Peter Sharpe, Ph.D., is a wildlife biologist with the Institute for Wildlife Studies.
Egg-citing news: shortly after 7:30 a.m. last Saturday, an egg laid at the Pelican Harbor Nest on Santa Cruz Island hatched, becoming the first bald eagle chick on the Pelican Harbor nest to emerge from its shell this nesting season.
The second came quick on its heels, hatching today around 11:20 AM this morning. The parents, bald eagles K10 and K26, made history in 2006 when they became the first bald eagles to successfully reproduce on the California Channel Islands in nearly 50 years.
Bald eagles were reintroduced to Santa Cruz Island in 2002, and 2010 marks the first year that the first generation of native-born birds can reproduce. We’re not only witnessing the birth of a new generation of bald eagles: we’re witnessing the rebirth of Santa Cruz Island, where The Nature Conservancy has a preserve.
One of California’s — and the world’s — most remarkable ecosystems is being restored. Partnerships like those between the Institute for Wildlife Studies, the National Parks Service, the Montrose Settlements Restoration Program and the Conservancy are nursing the whole island back to health.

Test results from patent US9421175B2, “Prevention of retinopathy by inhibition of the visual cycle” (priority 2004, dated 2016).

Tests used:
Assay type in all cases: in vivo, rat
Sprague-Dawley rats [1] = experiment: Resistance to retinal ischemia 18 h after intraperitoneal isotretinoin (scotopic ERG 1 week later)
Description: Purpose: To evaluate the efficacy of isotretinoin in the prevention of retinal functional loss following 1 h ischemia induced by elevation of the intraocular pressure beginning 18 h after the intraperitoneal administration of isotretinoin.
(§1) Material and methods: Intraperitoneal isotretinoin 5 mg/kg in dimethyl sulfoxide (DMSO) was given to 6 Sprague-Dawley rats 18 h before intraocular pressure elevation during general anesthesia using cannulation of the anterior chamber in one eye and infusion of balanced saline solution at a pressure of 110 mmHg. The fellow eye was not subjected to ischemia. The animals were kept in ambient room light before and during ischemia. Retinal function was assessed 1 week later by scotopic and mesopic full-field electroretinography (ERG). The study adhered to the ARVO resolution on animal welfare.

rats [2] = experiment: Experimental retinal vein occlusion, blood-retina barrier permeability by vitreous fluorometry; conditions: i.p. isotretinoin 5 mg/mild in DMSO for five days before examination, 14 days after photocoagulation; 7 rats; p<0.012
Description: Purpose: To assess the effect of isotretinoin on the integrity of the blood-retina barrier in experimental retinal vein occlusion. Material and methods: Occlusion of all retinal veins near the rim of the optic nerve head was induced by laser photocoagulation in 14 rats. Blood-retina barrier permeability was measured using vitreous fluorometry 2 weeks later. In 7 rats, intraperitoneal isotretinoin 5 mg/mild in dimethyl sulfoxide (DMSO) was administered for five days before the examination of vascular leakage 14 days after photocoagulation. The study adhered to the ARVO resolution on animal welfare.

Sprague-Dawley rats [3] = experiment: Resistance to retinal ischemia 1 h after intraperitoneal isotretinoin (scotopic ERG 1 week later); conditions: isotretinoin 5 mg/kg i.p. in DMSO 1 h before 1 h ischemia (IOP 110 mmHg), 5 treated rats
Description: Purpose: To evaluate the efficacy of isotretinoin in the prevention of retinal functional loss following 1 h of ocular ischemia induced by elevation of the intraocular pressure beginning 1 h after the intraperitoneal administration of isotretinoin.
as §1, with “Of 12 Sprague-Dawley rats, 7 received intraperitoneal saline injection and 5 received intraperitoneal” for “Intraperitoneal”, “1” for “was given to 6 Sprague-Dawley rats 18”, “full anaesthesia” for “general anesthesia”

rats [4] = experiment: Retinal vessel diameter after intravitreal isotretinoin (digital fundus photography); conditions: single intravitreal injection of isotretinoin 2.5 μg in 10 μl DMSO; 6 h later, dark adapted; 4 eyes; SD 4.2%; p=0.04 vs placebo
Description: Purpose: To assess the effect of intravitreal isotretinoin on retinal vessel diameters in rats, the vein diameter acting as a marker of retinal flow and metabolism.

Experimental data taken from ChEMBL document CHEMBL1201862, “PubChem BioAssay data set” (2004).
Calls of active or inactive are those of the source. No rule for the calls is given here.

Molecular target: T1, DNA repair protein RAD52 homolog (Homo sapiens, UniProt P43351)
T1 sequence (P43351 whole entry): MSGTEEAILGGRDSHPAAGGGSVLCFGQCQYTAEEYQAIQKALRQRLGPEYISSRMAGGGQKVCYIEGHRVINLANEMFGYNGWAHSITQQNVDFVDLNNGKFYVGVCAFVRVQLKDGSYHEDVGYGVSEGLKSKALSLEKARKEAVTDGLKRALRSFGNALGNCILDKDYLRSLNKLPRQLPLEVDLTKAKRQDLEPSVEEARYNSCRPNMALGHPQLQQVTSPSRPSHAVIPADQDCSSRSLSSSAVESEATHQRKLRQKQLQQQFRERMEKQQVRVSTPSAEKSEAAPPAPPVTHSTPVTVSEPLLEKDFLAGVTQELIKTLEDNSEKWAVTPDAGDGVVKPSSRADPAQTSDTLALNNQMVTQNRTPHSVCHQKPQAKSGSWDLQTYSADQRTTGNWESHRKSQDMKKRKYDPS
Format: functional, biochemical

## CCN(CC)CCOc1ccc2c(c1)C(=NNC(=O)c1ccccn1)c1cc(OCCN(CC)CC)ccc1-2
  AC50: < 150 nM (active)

Over the next several months, we’ll continue to monitor the island’s bald eagle nests as the breeding season continues and more pairs produce eggs and chicks. In roughly eight weeks, we’ll band the eaglet at the Pelican Harbor nest so we can monitor its health and movements.
For the next 12-16 weeks, you’ll be able to watch the daily lives of the Pelican Harbor eagles — and the amazing growth of the newest addition to their family — through the live nest cam.
(Image credit: Dave Menke/USFWS)
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Tags: bald eagle babies, bald eagle chicks, California restoration, eagle baby, eagle chick, Institute for Wildlife Studies, live eagle cam, Nature Conservancy Santa Cruz Island, Peter Sharpe, Santa Cruz eagle, Santa Cruz Island, Santa Cruz Island nature, Santa Cruz Island restoration